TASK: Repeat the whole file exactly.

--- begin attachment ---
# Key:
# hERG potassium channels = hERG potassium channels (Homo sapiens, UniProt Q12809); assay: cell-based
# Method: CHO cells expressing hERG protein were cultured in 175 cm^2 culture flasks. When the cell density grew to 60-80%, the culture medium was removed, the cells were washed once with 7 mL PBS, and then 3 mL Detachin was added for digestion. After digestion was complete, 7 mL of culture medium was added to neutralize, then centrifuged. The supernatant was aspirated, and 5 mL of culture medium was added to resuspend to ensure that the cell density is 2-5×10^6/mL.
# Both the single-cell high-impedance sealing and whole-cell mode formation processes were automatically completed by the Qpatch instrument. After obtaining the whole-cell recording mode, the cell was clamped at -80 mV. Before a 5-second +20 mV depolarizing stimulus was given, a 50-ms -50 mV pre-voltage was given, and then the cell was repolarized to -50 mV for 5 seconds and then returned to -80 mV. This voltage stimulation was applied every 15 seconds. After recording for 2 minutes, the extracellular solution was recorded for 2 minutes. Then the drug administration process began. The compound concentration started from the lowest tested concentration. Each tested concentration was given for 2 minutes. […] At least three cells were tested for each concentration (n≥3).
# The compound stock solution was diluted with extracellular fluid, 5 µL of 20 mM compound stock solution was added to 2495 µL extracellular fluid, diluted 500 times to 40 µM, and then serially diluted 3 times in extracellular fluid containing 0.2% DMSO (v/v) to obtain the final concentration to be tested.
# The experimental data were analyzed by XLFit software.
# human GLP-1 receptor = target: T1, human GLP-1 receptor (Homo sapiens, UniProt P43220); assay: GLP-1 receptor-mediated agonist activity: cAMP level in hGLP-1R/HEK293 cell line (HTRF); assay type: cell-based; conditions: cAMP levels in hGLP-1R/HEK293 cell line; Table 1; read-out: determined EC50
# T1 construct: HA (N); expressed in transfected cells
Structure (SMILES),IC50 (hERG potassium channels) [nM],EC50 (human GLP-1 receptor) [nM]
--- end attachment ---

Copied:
# Key:
# hERG potassium channels = hERG potassium channels (Homo sapiens, UniProt Q12809); assay: cell-based
# Method: CHO cells expressing hERG protein were cultured in 175 cm^2 culture flasks. When the cell density grew to 60-80%, the culture medium was removed, the cells were washed once with 7 mL PBS, and then 3 mL Detachin was added for digestion. After digestion was complete, 7 mL of culture medium was added to neutralize, then centrifuged. The supernatant was aspirated, and 5 mL of culture medium was added to resuspend to ensure that the cell density is 2-5×10^6/mL.
# Both the single-cell high-impedance sealing and whole-cell mode formation processes were automatically completed by the Qpatch instrument. After obtaining the whole-cell recording mode, the cell was clamped at -80 mV. Before a 5-second +20 mV depolarizing stimulus was given, a 50-ms -50 mV pre-voltage was given, and then the cell was repolarized to -50 mV for 5 seconds and then returned to -80 mV. This voltage stimulation was applied every 15 seconds. After recording for 2 minutes, the extracellular solution was recorded for 2 minutes. Then the drug administration process began. The compound concentration started from the lowest tested concentration. Each tested concentration was given for 2 minutes. […] At least three cells were tested for each concentration (n≥3).
# The compound stock solution was diluted with extracellular fluid, 5 µL of 20 mM compound stock solution was added to 2495 µL extracellular fluid, diluted 500 times to 40 µM, and then serially diluted 3 times in extracellular fluid containing 0.2% DMSO (v/v) to obtain the final concentration to be tested.
# The experimental data were analyzed by XLFit software.
# human GLP-1 receptor = target: T1, human GLP-1 receptor (Homo sapiens, UniProt P43220); assay: GLP-1 receptor-mediated agonist activity: cAMP level in hGLP-1R/HEK293 cell line (HTRF); assay type: cell-based; conditions: cAMP levels in hGLP-1R/HEK293 cell line; Table 1; read-out: determined EC50
# T1 construct: HA (N); expressed in transfected cells
Structure (SMILES),IC50 (hERG potassium channels) [nM],EC50 (human GLP-1 receptor) [nM]